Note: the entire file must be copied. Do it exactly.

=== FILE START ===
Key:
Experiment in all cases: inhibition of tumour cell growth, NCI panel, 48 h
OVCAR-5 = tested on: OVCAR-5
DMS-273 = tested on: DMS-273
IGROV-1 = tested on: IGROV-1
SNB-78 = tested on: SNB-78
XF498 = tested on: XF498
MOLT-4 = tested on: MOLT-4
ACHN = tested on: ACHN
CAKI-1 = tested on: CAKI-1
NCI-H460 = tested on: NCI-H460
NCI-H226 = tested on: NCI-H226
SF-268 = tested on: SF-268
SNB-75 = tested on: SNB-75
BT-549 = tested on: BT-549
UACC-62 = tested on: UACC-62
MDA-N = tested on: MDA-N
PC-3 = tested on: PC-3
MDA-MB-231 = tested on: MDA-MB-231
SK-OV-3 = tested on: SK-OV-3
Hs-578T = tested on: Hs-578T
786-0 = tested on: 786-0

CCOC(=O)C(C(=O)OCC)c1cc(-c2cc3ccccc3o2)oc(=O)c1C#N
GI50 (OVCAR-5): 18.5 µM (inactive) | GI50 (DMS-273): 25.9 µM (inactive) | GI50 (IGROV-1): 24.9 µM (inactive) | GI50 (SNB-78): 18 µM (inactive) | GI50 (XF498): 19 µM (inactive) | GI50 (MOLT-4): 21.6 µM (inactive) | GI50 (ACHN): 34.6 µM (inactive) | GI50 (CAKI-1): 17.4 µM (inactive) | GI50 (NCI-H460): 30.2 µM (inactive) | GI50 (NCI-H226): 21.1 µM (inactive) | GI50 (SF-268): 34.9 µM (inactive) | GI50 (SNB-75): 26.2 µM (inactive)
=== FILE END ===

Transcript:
Key:
Experiment in all cases: inhibition of tumour cell growth, NCI panel, 48 h
OVCAR-5 = tested on: OVCAR-5
DMS-273 = tested on: DMS-273
IGROV-1 = tested on: IGROV-1
SNB-78 = tested on: SNB-78
XF498 = tested on: XF498
MOLT-4 = tested on: MOLT-4
ACHN = tested on: ACHN
CAKI-1 = tested on: CAKI-1
NCI-H460 = tested on: NCI-H460
NCI-H226 = tested on: NCI-H226
SF-268 = tested on: SF-268
SNB-75 = tested on: SNB-75
BT-549 = tested on: BT-549
UACC-62 = tested on: UACC-62
MDA-N = tested on: MDA-N
PC-3 = tested on: PC-3
MDA-MB-231 = tested on: MDA-MB-231
SK-OV-3 = tested on: SK-OV-3
Hs-578T = tested on: Hs-578T
786-0 = tested on: 786-0

CCOC(=O)C(C(=O)OCC)c1cc(-c2cc3ccccc3o2)oc(=O)c1C#N
GI50 (OVCAR-5): 18.5 µM (inactive) | GI50 (DMS-273): 25.9 µM (inactive) | GI50 (IGROV-1): 24.9 µM (inactive) | GI50 (SNB-78): 18 µM (inactive) | GI50 (XF498): 19 µM (inactive) | GI50 (MOLT-4): 21.6 µM (inactive) | GI50 (ACHN): 34.6 µM (inactive) | GI50 (CAKI-1): 17.4 µM (inactive) | GI50 (NCI-H460): 30.2 µM (inactive) | GI50 (NCI-H226): 21.1 µM (inactive) | GI50 (SF-268): 34.9 µM (inactive) | GI50 (SNB-75): 26.2 µM (inactive)